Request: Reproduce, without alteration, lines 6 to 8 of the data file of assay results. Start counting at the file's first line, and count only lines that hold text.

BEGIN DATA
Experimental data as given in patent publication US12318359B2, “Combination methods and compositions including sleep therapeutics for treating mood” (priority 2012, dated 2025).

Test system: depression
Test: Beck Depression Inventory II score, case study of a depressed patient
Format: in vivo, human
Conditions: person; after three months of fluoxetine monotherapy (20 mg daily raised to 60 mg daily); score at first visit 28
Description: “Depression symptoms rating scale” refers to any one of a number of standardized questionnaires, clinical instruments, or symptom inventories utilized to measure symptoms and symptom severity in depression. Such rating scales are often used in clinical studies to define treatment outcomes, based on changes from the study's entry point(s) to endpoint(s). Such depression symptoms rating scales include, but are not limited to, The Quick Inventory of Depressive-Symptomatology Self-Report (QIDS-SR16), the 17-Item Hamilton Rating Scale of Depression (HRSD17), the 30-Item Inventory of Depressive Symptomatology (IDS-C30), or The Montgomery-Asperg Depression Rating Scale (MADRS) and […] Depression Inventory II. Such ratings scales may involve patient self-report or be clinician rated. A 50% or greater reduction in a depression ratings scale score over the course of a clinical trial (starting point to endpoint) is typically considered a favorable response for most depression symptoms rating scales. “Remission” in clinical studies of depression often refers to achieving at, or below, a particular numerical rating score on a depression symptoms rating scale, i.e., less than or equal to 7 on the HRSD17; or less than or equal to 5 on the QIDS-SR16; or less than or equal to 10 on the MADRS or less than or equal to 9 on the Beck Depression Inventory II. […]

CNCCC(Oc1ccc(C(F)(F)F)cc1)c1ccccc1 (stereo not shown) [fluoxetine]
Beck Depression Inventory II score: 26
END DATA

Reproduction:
Description: “Depression symptoms rating scale” refers to any one of a number of standardized questionnaires, clinical instruments, or symptom inventories utilized to measure symptoms and symptom severity in depression. Such rating scales are often used in clinical studies to define treatment outcomes, based on changes from the study's entry point(s) to endpoint(s). Such depression symptoms rating scales include, but are not limited to, The Quick Inventory of Depressive-Symptomatology Self-Report (QIDS-SR16), the 17-Item Hamilton Rating Scale of Depression (HRSD17), the 30-Item Inventory of Depressive Symptomatology (IDS-C30), or The Montgomery-Asperg Depression Rating Scale (MADRS) and […] Depression Inventory II. Such ratings scales may involve patient self-report or be clinician rated. A 50% or greater reduction in a depression ratings scale score over the course of a clinical trial (starting point to endpoint) is typically considered a favorable response for most depression symptoms rating scales. “Remission” in clinical studies of depression often refers to achieving at, or below, a particular numerical rating score on a depression symptoms rating scale, i.e., less than or equal to 7 on the HRSD17; or less than or equal to 5 on the QIDS-SR16; or less than or equal to 10 on the MADRS or less than or equal to 9 on the Beck Depression Inventory II. […]

CNCCC(Oc1ccc(C(F)(F)F)cc1)c1ccccc1 (stereo not shown) [fluoxetine]
Beck Depression Inventory II score: 26